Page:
Our Supper Clubs are becoming increasingly popular, offering Lebanese meze and locally-sourced seasonal menus.

Chef Julian Cardoza trained at The Savoy and at Raymond Blanc's King's Head in Teddington.

Chef Alex Cooper trained at Le Cordon Bleu in Paris and has a 15 years’ experience of fine dining, working at double AA Rosette wining Rufflets in St Andrews, Scotland and the multiple Michelin-starred Sketch, before setting up a restaurant in a London tube carriage.

And chef Julia Martin has an unrivalled palette when it comes to the delicate flavours of Middle Eastern cooking and also specialises in vegan and gluten free menus.

Our delicious cakes and patisserie for afternoon tea are baked by local chef, Stephen McNair of Oh Crumbs, who also dabbles when he has time in our Supper Club.

We have a great team and love what we do, creating total experiences with music from talented pianist Will Ferguson, cabaret by Jane Hoggan and belly dancing by Kay from Dance Egyptian, all with TOPO as the main stage.

Guests also love our bespoke chauffeured wine tours, which are now open to non-residents, visiting Chet Valley, Flint, Wyken Vineyards and Winbirri Vineyards. Norfolk is the new Napa!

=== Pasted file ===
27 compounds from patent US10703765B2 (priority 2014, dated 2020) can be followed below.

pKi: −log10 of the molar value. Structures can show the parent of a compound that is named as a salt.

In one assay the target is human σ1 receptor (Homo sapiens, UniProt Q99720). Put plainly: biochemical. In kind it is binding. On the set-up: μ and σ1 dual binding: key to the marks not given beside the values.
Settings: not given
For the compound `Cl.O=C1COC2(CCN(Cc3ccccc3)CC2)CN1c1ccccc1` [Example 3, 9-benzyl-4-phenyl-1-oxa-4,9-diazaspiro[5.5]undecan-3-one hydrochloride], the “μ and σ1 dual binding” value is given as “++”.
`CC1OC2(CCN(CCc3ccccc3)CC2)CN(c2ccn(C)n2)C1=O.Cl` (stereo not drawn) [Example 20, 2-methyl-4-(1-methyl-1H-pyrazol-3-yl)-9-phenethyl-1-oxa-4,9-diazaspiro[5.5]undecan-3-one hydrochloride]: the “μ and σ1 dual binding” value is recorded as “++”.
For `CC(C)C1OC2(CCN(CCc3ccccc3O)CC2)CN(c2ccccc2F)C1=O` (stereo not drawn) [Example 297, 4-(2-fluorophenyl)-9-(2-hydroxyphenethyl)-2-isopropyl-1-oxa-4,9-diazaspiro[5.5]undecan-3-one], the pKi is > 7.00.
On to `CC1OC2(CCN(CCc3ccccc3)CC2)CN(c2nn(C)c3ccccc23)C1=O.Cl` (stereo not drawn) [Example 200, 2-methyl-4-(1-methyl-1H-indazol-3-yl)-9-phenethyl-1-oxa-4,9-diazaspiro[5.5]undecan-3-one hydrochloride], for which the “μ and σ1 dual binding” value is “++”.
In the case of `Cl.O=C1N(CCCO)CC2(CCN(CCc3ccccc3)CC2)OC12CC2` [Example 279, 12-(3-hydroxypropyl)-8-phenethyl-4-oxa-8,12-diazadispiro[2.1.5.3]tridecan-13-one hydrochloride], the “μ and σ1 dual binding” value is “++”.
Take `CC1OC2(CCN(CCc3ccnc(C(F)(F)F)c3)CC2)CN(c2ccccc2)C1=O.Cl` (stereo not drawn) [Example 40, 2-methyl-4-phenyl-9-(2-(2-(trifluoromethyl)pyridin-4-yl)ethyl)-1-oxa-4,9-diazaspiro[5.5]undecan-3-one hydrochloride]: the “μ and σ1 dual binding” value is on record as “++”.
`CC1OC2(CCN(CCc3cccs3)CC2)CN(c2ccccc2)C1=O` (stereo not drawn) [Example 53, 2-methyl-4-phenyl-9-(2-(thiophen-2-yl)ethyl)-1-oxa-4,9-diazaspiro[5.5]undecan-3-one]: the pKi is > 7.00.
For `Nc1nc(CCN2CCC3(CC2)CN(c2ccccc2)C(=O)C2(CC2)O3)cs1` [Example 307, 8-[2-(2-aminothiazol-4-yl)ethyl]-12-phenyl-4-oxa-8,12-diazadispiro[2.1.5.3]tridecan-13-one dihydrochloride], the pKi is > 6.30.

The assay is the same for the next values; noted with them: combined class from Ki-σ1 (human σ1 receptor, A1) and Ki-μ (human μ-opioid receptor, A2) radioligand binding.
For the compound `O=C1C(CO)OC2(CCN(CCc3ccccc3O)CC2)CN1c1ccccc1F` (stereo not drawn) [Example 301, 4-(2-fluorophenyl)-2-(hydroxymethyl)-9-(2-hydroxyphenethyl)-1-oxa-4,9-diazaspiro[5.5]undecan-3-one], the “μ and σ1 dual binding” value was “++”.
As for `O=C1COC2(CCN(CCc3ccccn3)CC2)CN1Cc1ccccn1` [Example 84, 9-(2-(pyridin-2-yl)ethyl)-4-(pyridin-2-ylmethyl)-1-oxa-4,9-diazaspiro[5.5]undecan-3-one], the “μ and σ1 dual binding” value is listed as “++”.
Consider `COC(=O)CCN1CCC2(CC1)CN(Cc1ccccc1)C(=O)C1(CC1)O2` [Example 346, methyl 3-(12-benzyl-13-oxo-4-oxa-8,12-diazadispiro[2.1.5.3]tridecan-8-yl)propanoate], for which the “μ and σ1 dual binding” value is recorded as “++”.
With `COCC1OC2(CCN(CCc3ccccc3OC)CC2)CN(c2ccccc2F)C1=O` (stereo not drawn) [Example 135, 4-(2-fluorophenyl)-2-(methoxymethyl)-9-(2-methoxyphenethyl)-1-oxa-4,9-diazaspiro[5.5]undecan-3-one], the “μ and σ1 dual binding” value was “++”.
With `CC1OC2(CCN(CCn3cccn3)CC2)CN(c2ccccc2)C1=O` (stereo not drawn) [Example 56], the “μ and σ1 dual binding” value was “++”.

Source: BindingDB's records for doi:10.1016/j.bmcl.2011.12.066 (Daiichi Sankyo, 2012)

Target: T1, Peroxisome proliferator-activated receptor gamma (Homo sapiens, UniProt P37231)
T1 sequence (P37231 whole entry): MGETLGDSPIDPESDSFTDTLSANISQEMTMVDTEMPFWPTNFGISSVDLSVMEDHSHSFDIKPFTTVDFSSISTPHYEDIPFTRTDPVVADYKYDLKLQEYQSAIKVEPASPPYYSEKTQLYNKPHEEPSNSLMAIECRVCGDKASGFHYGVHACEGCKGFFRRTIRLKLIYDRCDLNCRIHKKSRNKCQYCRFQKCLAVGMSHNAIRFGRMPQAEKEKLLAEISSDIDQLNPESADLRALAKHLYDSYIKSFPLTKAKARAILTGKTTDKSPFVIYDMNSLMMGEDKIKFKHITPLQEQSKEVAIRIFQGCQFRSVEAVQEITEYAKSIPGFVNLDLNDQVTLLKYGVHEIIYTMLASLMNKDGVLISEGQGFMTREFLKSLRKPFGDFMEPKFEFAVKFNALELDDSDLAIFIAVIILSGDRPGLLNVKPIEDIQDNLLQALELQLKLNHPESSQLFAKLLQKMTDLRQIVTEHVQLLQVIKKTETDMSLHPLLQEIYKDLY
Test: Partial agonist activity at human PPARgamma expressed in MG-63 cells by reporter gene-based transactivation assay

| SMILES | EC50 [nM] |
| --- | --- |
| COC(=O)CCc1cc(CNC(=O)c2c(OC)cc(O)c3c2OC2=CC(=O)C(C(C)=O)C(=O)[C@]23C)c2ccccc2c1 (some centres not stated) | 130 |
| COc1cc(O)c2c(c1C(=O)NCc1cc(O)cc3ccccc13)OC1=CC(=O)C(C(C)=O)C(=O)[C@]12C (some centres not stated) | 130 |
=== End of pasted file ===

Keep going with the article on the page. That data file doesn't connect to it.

And also tell us what's on the treatment menu at the spa...
Most people come for the unique hammam four therapy experience, which includes chromatherapy (colour therapy), aromatherapy and music therapy. It ends with an amazing rhassoul clay ritual which is used to create a full body mask, completed with black soap (crushed coconut kernels with shea butter), Moroccan argan oil and rose water enriched with real gold.

We have the most indulgent list of massage therapies including Himalayan salt massage, Balinese, Hawaiian LomiLomi, Ayurvedic and traditional hot stone, reflexology, Swedish and deep tissue. We also offer our signature Moroccan Natural facials, luxury manicure/pedicure and waxing.

What is there to do in Harleston?
We have no TVs here, which guests don’t notice at first because there is so much to do and see!

Our day spa can last for up to four hours. And Harleston is a wonderful place to spend the day, with lots of wonderful independent shops and numerous places to eat.

We have Mrs Clarke’s General Store, which has its own locally-made chalk paint line, Howie and Bo.

There’s a most fabulous lingerie shop, Close Essentials where ladies can get measured by Carol Harris, who has been fitting bras for nearly 30 years.

And we have vegan cafe/deli, the Hungry Cat, which has its own published cookbook.

The town hosts several festivals. The Fuller brothers, residents of Harleston, made the first trip to the New World and last year the maiden Mayflower voyage to America was re-enacted with a specially-written play performed by Harleston Players, marking its 400th anniversary.

And there is still a Wednesday market, which dates back to 1259.

To find out more visit or follow on Instagram @toponorfolk